I think about nurse that greeted me in L&D and led me to my room. How she paused after learning I was only 22 weeks along. How I looked at her and said, “I know. It’s OK. Just tell me.” I felt I should comfort her. You’re not the first to break my heart – don’t worry, we can do this.

I think about how badly I wanted a VBAC, but not like this. I think about how much more intensely painful contractions are when there’s no amniotic fluid to cushion the blow. I think about how it took four incredibly skilled medical professionals and countless needles to find a vein for the morphine that did nothing. How I still had to go under anesthesia because I couldn’t deliver the placenta. How it all seemed like a sick cosmic joke and I actually laughed. There comes a point where there’s so much pain coming from too many directions and you just stop feeling.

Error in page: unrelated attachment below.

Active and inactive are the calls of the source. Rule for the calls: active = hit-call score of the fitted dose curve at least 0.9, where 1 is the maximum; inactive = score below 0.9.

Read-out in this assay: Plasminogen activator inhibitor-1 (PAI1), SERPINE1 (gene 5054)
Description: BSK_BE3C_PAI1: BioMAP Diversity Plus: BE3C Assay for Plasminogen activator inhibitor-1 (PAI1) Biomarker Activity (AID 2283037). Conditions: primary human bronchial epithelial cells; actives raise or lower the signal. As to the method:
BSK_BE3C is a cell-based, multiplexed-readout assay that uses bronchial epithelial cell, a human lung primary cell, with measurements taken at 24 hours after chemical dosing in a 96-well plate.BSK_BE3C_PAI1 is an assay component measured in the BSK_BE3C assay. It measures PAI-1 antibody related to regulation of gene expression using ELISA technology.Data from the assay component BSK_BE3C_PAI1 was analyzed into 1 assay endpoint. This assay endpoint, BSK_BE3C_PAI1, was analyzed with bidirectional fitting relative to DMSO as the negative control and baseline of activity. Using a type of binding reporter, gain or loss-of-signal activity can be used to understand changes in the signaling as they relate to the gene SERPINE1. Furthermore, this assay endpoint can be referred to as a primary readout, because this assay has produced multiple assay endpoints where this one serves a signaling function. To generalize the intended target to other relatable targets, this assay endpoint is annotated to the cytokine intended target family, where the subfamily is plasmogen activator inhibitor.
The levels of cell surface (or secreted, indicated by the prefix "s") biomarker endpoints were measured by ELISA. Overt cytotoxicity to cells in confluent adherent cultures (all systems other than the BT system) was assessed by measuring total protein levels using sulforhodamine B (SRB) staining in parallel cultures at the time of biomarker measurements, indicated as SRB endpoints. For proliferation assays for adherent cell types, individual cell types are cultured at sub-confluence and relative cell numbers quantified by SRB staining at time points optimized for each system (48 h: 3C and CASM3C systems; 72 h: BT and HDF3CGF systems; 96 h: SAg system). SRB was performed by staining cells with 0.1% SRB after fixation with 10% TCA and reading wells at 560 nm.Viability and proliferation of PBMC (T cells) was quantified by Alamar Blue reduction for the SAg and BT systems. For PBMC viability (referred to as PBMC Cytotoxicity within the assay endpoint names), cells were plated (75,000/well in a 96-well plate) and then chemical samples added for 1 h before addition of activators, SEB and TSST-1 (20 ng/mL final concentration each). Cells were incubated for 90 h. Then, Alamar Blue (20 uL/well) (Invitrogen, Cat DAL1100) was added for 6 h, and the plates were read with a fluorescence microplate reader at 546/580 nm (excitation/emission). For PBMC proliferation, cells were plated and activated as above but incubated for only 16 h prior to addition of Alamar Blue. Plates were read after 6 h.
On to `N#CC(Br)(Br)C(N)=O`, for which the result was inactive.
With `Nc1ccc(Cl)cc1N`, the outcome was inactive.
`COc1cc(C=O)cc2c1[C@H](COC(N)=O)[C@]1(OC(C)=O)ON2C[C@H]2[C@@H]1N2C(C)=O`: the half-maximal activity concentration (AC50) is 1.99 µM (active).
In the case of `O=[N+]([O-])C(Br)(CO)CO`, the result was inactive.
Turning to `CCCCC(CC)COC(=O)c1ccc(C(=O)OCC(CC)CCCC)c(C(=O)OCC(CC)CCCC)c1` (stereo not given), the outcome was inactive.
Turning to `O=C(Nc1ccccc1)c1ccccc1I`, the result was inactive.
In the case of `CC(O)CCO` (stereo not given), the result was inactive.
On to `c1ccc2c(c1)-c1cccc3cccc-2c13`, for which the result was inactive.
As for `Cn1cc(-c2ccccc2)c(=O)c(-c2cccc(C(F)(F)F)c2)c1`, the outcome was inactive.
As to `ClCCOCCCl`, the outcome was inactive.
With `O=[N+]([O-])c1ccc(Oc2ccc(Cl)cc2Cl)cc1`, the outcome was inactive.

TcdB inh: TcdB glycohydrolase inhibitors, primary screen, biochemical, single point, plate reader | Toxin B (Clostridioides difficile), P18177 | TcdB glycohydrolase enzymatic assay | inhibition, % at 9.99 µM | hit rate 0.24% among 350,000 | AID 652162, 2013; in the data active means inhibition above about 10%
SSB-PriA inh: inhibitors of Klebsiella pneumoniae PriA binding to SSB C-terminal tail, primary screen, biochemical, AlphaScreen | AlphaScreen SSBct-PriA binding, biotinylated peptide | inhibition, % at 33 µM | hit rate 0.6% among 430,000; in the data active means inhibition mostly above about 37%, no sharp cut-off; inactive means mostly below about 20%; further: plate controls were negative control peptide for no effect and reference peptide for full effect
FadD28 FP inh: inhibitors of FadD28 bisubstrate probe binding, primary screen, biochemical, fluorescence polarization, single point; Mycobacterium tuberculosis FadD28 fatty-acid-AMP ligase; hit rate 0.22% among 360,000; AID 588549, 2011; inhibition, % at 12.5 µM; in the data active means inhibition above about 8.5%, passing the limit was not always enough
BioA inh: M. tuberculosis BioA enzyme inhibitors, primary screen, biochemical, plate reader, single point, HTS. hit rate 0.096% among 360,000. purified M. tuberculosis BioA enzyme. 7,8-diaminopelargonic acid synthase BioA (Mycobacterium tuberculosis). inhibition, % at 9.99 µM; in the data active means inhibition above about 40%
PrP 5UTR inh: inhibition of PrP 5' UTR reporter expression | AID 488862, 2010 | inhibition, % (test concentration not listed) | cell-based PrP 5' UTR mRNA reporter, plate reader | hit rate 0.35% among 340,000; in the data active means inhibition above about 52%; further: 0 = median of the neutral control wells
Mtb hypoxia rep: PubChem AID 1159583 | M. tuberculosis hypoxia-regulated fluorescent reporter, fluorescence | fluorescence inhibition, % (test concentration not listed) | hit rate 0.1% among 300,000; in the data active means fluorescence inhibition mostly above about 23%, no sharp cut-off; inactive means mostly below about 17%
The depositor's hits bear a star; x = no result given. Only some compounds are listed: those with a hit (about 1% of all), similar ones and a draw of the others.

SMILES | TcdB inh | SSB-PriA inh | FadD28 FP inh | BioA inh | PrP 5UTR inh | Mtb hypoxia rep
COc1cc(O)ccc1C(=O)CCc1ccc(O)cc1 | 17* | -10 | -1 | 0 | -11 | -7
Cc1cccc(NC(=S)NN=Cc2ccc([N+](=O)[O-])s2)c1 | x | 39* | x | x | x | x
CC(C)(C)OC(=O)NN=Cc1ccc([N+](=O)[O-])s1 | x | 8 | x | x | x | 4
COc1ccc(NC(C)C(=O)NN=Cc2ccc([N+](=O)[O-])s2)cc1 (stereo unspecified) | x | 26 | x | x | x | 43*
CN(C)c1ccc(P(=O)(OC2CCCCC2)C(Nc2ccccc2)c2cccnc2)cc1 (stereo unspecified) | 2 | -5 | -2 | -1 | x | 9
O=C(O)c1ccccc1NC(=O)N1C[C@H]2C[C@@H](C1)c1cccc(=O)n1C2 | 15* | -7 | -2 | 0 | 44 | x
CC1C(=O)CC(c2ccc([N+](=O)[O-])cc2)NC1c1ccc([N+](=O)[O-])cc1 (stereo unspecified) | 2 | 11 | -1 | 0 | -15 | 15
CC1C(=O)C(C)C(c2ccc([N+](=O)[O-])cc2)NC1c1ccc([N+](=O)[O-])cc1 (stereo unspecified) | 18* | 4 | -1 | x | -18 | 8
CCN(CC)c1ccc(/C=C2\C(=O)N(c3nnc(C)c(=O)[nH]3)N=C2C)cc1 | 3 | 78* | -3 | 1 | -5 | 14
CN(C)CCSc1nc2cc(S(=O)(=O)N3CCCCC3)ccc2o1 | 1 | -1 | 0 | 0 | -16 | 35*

I think about how she was perfectly fine in there. How her heart kept beating until my body forced her out.

I think about how much time has passed since I last thought about her. It’s getting longer. I think about if that’s good or bad. I think about how people must be getting tired of me. It’s been years after all. No, wait – it’s been a little over two months. Fuck.

I have tried to compartmentalize, tried to keep the wreckage pushed into the corner. Somewhere I can visit when I want to. But somehow I keep stumbling and bruising myself on pieces that have drifted out in the open. I put another band-aid on and drag it back to where it belongs. Lift with your knees, not your back. Before I can return I have to rest, seated amongst the rubble. If I dig deep enough I can still find embers.